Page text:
by Lory Laughter, RDH, BS
When searching for the perfect soup recipe, a fashionable sweater, or what that red patch might be in your neighbor's yard, our first stop is often the Internet. We direct patients to sites for more education to back up our recommendations and, I dare say, most of us have Googled ourselves. So it makes sense that our first stop for product information, scientific research, and professional education is the keyboard and screen. Having spent many hours staring at a 19-inch screen, a few sites have become my go-to sources.
PubMed is at the top of my list for information that is accurate, published, and verifiable. The actual web address is quite long, but www.pubmed.com will get you there. The site has become very user friendly, and you can search over 20 million citations with as few as one keyword, or set limits to narrow the number of returned documents. The keyword "fluoride" recently returned 42,534 possible matches, but adding "drinking water" decreased that number to 1,632. A more specific "fluoride drinking water primary teeth" came up with a mere 56 possibilities. My nerd side shines brightly when a night of PubMed surfing and selecting key terms nets four or fewer citations.
This may sound odd for someone who spends so much time at the computer, but I actually like getting journals and professional magazines in print. I have my professional magazines delivered to the office to share with the team. When I need a journal reference at home, my best source is www.dentistryiq.com. Not only can I access all PennWell publications with the click of a mouse, there is an entire community of knowledge at my fingertips.
DentistryIQ has something for every team member on its home page. The site is especially helpful when searching for product information and current dental news. An interesting news topic recently concerned the Irish Dental Association requiring dentists to post private fees in a place where patients can see them before a consultation. I am not sure price is the best way to choose a dentist, but I find the concept of comparison shopping interesting.
No discussion of online resources would be complete without mentioning www.amyrdh.com or Amy's List. A couple of ways to participate in this active community are as a lister or lurker. When visiting AmyRDH.com, you can join the email list of 5,800 hygienists across the globe, post questions or opinions anonymously on the forum, or join the new interactive social community. If you post questions to the email group, you can count on several replies ranging from scientific/clinical evidence to opinion. Stories of success, triumph, and office horror are shared, and advice is doled out along with congratulations or condolences. More than one RDH credits Amy's List with extending or saving his or her career.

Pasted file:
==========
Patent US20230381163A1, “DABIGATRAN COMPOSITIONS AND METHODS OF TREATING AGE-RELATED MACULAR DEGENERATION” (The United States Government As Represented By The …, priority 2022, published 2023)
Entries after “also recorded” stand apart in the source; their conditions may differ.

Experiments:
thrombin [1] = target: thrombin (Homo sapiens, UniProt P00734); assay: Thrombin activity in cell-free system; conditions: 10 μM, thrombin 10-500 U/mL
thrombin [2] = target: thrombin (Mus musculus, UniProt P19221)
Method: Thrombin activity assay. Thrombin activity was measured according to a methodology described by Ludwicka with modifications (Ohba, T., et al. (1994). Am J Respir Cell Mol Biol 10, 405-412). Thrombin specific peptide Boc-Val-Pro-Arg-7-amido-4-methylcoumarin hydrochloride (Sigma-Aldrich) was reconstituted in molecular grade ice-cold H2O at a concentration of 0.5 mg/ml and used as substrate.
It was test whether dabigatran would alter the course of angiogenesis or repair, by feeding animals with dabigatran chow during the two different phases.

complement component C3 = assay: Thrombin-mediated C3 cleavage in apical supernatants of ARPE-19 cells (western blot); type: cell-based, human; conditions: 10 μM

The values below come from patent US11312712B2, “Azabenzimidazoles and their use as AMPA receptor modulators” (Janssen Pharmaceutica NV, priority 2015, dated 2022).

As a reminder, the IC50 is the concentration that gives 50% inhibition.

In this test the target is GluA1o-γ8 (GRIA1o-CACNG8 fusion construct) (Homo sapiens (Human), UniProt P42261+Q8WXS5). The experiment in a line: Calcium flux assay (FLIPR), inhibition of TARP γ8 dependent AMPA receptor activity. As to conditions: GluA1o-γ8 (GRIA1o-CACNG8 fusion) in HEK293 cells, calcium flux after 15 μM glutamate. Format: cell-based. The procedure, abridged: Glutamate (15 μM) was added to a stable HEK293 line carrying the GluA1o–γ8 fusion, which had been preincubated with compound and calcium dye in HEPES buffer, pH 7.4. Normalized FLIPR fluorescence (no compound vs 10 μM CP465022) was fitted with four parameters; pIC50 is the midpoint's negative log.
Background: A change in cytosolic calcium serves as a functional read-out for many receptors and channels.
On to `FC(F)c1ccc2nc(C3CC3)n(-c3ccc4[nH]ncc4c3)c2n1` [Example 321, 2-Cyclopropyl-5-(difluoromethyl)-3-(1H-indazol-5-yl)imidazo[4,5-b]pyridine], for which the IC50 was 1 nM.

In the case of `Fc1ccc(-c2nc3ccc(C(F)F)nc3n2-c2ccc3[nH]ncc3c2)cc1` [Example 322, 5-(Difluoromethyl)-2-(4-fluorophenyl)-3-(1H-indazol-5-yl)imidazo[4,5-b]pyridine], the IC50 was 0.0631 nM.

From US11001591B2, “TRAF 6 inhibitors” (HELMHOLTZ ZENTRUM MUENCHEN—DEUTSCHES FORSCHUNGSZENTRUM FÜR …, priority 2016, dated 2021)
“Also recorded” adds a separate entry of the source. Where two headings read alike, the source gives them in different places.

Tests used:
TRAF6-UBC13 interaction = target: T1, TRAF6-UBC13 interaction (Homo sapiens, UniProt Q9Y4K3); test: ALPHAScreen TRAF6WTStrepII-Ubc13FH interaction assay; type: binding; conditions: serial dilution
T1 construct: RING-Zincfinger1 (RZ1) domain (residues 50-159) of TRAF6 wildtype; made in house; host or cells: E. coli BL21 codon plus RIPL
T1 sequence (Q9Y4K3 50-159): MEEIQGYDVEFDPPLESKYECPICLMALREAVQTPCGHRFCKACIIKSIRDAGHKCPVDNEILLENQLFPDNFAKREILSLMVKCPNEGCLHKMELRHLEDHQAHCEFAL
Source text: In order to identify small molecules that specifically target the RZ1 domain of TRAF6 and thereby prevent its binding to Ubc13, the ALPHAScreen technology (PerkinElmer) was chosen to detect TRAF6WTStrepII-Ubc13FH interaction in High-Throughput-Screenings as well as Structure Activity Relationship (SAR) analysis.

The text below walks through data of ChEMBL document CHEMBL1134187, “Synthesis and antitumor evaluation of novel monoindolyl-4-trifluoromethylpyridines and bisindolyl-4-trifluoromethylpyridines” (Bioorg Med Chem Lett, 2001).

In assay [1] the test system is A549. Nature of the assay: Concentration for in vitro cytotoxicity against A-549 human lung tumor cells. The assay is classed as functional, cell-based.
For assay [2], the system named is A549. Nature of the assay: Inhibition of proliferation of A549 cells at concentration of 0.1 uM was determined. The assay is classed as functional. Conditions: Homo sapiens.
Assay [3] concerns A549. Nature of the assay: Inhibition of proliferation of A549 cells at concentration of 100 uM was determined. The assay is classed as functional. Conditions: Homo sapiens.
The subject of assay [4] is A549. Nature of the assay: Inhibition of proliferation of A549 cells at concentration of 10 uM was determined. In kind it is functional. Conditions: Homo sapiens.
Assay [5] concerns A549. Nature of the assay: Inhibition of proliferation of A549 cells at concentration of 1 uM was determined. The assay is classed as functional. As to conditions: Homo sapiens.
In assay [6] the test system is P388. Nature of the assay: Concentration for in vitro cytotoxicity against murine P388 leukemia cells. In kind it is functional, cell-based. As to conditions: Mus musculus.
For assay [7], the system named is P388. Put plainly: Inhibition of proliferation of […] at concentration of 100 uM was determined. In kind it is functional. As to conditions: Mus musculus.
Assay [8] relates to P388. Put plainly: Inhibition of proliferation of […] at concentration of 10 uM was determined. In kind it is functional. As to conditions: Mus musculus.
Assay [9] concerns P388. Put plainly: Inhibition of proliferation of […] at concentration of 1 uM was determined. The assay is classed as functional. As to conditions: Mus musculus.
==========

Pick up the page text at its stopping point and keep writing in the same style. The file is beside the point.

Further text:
Recent attention in dentistry has been focused on caries control and CAMBRA. One of the best websites for resources and practice information related to dental caries is www.whollymolar.com. While it is specifically a site for Dr. Brian Novy's students at Loma Linda School of Dentistry, it offers a dental professional tab that makes it worth the time and effort to explore. My suggestion is to click on the far right tab titled "For Dental Professionals," and study the first two links on the page.
Dr. Novy shares all the references used in his popular lectures, along with suggestions you can use today in your office to treat tooth decay – preferably before a restoration is necessary. The list of references is informative and entertaining, a pattern I would suggest for every course handout. The site offers much more than these two items, but these alone are worth many visits.
Opinion, preference, and stage of professional development shape what Internet resources best fit our needs at any given time. While taking a few moments to glance at my recommendations, please feel free to email me your top choice. Sharing is how we learn ... and it provides me with new chances to indulge my nerdish traits.
Lory Laughter, RDH, BS, practices clinically in Napa, Calif. She is owner of Dental IQ, a business responsible for the Annual Napa Dental Experience. Lory combines her love for travel with speaking nationally on a variety of topics.
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